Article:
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The Zite web alpha is one of my favorite projects. It combines the awesome back end tech that Zite is known for and a true symmetric JS UI. The project uses Yahoo Mojito client and server. It produces identical HTML output either via state changes client side or full round trips to the server. It can function nearly 95% without the client JS loaded. The UI is clean and simple with slick transitions and animations. Although only an alpha it is ready for fullscale production.
The initial Alpha was created in a mind boggling 2.5 weeks. Initial development was followed by a rigorus QA and feature refinement process. The whole project was completed in aproximately 3 months. It is currently in private "Alpha" and waiting on design and feature updates before moving into a public Beta.
onBeing was The Washington Post's award winning flagship video series that produced two large series of videos. The magic of onBeing was the combination of excellent video content and innovative minimalistic interactive design. The original interface was 2D but the second incarnation featured a slick 3D interface built in flash. Both interfaces focussed on a rich fullscreen experience that put the content front and center. It supported multiple modes of interaction and a novel spiral comments system that surfaced important comments visually.
The Gaussian Lines project was done on kind of a whim based on a dream I had. I have always loved withing with 3D. The porject focuses on using a Gaussian distribution to distort a field of lines. You can tumble around the lines field by clicking and dragging. There is also a bit of noise added to the field distortion to give a sense of the frame rate and depth. It's my first time working with WebGL and Three.js. I am now a big fan of both especially when it comes to performance. < source example >
The slide show player I built for Salon is by far the most adaptable I've built so far. The player has 3 modes normal, full width, and fullscreen. In each of these modes the player is responsive, handles ads updating, and GA tracking. Each slide can be either HTML or a simple image, allowing for slide shows of you tube embeds. It also has a nice little pop out animation that keeps a nice smooth feel. < source example >
The Home Row web interface is another side project I work on. The focus of the project is to create a super fast keyboard driven web UI for XBMC. It uses quick flitering and simple hot keys to quickly find and play what you would like to watch. It also turns out to be a very finger friedly design and works well on mobile devices as well. Although it started out very simply I have added more complex features like pop up menus, queueing, and playlists. It is availible in the XBMC app repository for each version of XBMC since dharma.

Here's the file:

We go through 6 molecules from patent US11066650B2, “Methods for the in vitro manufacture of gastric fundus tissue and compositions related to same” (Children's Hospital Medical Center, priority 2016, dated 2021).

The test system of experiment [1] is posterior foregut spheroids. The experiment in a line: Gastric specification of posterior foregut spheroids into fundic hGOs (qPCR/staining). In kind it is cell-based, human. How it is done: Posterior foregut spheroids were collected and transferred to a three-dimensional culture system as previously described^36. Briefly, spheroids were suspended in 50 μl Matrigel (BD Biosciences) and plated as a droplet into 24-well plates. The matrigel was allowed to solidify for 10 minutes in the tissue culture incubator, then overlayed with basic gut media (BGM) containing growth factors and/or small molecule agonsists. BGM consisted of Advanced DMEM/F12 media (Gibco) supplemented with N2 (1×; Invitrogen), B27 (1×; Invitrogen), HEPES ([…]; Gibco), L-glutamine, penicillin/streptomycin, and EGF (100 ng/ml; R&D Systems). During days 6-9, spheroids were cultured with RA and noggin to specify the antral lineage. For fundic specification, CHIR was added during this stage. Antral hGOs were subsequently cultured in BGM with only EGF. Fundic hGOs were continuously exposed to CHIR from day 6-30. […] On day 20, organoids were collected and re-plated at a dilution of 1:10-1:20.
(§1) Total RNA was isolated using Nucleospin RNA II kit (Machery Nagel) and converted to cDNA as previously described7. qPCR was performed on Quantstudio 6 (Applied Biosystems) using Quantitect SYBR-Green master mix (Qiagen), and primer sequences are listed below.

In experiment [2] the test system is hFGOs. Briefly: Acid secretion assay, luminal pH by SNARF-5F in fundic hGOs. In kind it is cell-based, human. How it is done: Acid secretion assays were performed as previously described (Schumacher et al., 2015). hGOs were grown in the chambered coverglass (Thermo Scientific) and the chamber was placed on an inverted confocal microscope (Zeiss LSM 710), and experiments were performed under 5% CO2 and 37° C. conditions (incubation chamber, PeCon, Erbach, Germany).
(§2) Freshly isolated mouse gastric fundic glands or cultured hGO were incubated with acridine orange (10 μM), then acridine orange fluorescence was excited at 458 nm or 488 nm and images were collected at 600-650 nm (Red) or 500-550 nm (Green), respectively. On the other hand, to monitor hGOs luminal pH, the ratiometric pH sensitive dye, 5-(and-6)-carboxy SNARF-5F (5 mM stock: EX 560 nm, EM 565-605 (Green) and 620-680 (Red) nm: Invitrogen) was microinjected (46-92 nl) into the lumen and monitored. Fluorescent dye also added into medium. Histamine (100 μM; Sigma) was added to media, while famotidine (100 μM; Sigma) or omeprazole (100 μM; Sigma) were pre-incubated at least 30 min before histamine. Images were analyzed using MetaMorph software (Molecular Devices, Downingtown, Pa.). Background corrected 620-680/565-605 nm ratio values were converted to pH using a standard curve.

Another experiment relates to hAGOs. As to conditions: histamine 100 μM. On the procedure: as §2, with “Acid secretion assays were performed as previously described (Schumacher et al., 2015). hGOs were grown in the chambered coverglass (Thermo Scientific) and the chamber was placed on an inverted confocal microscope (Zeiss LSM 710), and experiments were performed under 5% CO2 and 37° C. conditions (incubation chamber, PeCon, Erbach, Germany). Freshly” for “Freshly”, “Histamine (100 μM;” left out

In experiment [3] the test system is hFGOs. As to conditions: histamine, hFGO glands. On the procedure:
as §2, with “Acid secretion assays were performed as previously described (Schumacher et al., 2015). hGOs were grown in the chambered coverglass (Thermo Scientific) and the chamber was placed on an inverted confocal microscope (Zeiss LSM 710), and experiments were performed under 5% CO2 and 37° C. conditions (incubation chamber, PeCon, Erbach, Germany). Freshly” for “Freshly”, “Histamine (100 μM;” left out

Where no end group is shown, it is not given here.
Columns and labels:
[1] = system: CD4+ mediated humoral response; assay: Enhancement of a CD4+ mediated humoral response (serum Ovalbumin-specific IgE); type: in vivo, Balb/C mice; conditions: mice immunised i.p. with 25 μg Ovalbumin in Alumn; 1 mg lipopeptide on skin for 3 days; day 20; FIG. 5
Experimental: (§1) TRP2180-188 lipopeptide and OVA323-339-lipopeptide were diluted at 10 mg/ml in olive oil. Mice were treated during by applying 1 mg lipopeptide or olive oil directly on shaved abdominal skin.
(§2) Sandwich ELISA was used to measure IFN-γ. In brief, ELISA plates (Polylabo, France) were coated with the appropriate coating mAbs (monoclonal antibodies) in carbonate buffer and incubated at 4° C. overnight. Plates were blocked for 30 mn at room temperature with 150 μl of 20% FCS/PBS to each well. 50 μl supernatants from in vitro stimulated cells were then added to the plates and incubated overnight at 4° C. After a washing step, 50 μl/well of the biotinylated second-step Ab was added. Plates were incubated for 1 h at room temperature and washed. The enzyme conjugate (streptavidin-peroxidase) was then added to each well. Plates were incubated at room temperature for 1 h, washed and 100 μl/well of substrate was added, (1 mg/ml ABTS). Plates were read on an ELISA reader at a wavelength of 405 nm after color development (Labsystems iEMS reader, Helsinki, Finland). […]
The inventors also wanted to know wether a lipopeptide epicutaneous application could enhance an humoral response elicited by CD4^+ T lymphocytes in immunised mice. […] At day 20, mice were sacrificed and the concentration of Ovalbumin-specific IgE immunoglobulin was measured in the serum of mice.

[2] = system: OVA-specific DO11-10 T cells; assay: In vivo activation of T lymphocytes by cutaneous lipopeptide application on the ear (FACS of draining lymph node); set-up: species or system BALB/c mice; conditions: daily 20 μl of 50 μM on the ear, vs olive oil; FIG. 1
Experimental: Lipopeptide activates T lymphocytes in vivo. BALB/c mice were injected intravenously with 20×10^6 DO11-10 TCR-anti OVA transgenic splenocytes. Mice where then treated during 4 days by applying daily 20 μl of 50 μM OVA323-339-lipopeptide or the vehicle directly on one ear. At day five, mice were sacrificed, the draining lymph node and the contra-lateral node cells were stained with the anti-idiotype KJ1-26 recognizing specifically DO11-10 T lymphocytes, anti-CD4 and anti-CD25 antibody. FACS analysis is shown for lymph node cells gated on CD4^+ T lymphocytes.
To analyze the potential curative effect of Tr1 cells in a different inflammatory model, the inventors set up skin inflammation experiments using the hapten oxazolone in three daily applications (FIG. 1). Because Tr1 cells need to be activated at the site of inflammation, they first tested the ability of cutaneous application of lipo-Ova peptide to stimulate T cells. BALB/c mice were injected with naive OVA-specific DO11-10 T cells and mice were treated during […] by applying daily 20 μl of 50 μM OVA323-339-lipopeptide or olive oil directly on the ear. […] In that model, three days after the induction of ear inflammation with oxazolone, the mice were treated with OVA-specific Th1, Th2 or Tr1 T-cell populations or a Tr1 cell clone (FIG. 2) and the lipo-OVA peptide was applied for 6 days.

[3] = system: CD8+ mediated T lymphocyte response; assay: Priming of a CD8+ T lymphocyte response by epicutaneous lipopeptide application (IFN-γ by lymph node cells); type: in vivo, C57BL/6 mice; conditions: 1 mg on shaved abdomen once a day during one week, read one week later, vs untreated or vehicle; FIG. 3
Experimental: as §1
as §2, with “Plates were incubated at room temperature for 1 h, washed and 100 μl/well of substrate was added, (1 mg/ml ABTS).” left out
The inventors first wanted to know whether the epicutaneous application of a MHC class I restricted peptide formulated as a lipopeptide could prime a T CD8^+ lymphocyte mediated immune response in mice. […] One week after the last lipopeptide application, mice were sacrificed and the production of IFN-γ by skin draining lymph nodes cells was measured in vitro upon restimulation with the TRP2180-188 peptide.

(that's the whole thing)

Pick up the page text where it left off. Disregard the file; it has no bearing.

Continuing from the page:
This project was actually very challenging building a complex menu system that self replicates and has lots of specialized features per menu type. Also there is no back end availible for templating just a maddeningly complex and poorly documented JSON-RPC API. < source example > < source example >
The Word Find project has a funny history. I originally was asked to build a very simple command line word find game as part of a coding test. Unhappy with just producing a commandline version of the game I also created a web interface. The company was quite happy with my implementation in node.js. My wife is a big fan of word searches and wanted to actually make it playable, so I added UI game logic. We then noticed playing on the same screen wasn't so much fun so I thew in socket.io and ended up with a multi-user real time word search game. I still pick this up every now and again and have a lot of fun playing on it. < source example >
The live blog project was very exciting to work on. It was the first realtime app used in production written entirely by me and entirely in javasccript. The live blog features an event stack which is used to sync all users. New users grab static JSONs of past events then join a socket.io room where new events are directly broadcast via websockets. The admin is built directly into the UI. A logged in admin sees extra buttons users do not and admin cookies are checked against an auth server on the back end for secureity. The server is very efficient allowing over 15,000 users to be logged in and participating simultaneously on a single core with 0 lag. The servers can deployed in cluserts that use UDP discovery to build a back channel network to rebroadcast events throughout the network. Our admin users a big fans or this tool for it's speed and reliability. < source example >
This Hand Brake server grew out of simple necesity. I needed to convert a lot of video files from one format to the other and keep track of their progress. I was a big fan of the handbrakeCLI for doing the actual crunching but needed a way to make it user friendly. I built a server and UI that can look within a single directory and give tab completion style directory and file listings. This makes it easy for the user to find and add media to the queue. Each transcode job can have any profile used during conversion. It can recursively scan and queue entire directory trees as well. There are also options to delete the original file when the completetion is successful. < source example >